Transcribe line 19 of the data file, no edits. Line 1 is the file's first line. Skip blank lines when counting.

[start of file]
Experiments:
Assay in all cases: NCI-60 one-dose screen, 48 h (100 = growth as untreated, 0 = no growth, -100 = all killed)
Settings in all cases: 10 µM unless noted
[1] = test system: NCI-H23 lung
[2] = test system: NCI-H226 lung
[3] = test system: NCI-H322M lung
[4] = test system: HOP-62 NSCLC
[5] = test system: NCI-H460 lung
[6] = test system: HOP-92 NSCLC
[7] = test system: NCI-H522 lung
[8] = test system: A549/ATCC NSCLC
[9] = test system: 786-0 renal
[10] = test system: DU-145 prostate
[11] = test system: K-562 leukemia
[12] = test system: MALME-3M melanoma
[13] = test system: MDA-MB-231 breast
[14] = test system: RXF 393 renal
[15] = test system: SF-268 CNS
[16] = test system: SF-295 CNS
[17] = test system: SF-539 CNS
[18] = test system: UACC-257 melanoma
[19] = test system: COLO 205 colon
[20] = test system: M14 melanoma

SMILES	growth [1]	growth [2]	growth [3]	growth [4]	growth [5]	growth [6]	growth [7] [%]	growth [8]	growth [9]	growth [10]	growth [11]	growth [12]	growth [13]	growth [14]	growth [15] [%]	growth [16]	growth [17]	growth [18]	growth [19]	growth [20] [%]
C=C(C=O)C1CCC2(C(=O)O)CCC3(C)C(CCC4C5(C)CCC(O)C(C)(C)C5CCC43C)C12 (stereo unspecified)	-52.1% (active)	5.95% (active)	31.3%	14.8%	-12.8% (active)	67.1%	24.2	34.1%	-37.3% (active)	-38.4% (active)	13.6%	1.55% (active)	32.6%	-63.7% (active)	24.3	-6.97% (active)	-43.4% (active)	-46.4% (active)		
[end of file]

[16] = test system: SF-295 CNS